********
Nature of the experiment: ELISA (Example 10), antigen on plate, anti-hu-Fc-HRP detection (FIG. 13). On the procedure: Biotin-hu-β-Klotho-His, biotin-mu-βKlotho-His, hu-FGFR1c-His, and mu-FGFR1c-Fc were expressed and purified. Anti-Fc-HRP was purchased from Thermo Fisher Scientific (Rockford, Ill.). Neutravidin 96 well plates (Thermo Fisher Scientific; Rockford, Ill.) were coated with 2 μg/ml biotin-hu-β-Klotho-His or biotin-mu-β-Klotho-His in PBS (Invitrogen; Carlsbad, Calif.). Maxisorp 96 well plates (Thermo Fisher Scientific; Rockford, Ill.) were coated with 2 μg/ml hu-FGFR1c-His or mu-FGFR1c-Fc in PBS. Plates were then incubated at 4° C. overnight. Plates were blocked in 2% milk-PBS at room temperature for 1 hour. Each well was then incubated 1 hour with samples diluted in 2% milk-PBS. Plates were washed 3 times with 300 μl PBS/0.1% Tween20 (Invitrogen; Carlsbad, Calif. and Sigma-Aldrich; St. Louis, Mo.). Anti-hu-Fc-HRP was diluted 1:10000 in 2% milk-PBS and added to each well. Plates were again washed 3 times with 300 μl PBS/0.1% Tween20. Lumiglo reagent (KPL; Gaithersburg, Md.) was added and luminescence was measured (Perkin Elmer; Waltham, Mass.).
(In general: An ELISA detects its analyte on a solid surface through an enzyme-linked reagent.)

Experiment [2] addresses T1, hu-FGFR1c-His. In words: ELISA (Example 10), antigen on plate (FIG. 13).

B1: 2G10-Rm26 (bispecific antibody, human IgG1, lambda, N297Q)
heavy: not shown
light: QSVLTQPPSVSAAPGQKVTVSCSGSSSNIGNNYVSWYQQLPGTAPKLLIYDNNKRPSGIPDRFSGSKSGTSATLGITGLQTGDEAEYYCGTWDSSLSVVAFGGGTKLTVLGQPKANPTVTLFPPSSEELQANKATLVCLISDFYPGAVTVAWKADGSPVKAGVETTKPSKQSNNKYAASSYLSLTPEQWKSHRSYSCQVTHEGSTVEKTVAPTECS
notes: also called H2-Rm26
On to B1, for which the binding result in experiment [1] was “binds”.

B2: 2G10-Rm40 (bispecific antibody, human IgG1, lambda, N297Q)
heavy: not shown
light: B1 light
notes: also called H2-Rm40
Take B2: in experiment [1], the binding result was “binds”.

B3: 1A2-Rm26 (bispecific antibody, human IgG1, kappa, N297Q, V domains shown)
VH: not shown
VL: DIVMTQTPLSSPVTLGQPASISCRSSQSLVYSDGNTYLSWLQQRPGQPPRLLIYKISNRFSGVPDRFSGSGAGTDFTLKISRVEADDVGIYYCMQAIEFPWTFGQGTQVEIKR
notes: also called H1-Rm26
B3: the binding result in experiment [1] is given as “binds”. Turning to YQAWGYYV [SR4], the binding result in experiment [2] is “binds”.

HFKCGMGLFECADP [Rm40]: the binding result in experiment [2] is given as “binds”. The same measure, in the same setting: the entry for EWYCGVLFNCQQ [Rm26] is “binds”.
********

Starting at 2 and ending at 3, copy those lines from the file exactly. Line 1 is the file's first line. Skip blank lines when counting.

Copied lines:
(In general: An ELISA detects its analyte on a solid surface through an enzyme-linked reagent.)

Experiment [2] addresses T1, hu-FGFR1c-His. In words: ELISA (Example 10), antigen on plate (FIG. 13).